Search the Community
Showing results for tags 'shrike 500s'.
Found 1 result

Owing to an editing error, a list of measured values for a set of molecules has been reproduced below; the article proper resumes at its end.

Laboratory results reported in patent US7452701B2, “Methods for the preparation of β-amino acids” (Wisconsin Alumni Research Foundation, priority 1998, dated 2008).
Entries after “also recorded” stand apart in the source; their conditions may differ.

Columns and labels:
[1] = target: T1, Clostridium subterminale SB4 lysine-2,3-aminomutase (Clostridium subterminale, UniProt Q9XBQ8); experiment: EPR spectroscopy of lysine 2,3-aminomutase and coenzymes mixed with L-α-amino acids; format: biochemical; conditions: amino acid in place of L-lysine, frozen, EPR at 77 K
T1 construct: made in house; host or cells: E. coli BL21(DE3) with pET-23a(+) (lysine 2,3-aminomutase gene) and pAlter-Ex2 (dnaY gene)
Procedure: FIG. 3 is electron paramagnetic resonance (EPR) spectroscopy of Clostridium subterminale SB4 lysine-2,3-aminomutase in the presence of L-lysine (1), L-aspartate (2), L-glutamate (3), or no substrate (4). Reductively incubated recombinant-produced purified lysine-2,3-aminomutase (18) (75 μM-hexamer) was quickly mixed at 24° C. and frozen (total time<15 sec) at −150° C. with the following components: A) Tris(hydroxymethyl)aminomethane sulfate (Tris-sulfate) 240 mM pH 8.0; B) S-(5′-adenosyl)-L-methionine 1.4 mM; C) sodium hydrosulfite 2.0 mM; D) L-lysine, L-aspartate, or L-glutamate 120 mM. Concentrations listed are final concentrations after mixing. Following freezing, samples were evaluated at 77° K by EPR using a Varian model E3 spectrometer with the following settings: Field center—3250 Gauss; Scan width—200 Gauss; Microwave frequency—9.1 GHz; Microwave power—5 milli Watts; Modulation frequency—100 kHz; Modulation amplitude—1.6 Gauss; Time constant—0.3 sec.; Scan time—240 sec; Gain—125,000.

There is no aircraft in the sky around the Port Moresby Jacksons (AYPY) virtual airport today. No aircraft in the sky but one, a medevac flight. The winds blow from 240 degree at 50G60 kts and the runways are oriented 14/32. It is way above the maximum crosswind authorized for any aircraft. But the Rockwell Shrike Commander’s crew cannot wait until the wind calms down. They must land in the next few minutes in order to save a patient’s life. As there is no traffic around, the captain has told ATC he intends to do a safe, efficient but non-standard approach. Arriving straight across the runways, facing the wind, the crew intends to land the aircraft a few feet short of a hangar. The captain requests that someone opens the hangar doors right away. The captain will terminate the approach in the hangar, protected from the wind. It is safer to arrive facing the wind and immediately enter the hangar, straight ahead. No taxiing with a 60 knots crosswind. Useless to say, ATC has already refused the request. But the pilot is the only one who decides of the best landing surface, for the safety of the passengers and himself. He proceeds with the approach after having clearly indicated which path will be followed. The main problem for the approach is the low level mechanical turbulence caused by the gusty 60 kts winds. If ATC wants to file a complaint, now is a good time to take a picture of the aircraft and its registration to support the case. The actual ground speed of the airplane is around 20 kts. The steady high wind speed is actually safer for the crew than if the winds were 240 at 35G60. Still a bit above the runway and with a 10-20 knots ground speed. The airspeed indicator shows the strength of the wind itself plus the ground speed. Floating like a hot air balloon or almost! As the aircraft touches the ground, it stops almost immediately. It is necessary to apply power to reach the hangar, as you can see with the white trail on the ground behind the aircraft. In real life, the touch-down would have had to be as soon as the asphalt start since the presence of the hangar lowers the wind speed a bit. A few seconds after the touch-down, the aircraft is in the hangar, protected from the wind, and both doctor and patient can quickly head out to the hospital. Once in the hangar, the winds were adjusted to zero, which is kind of logical, unless the opposite wall is missing! It was now time to brace for another storm, which was the inquiry that would possibly follow the landing! Cheers!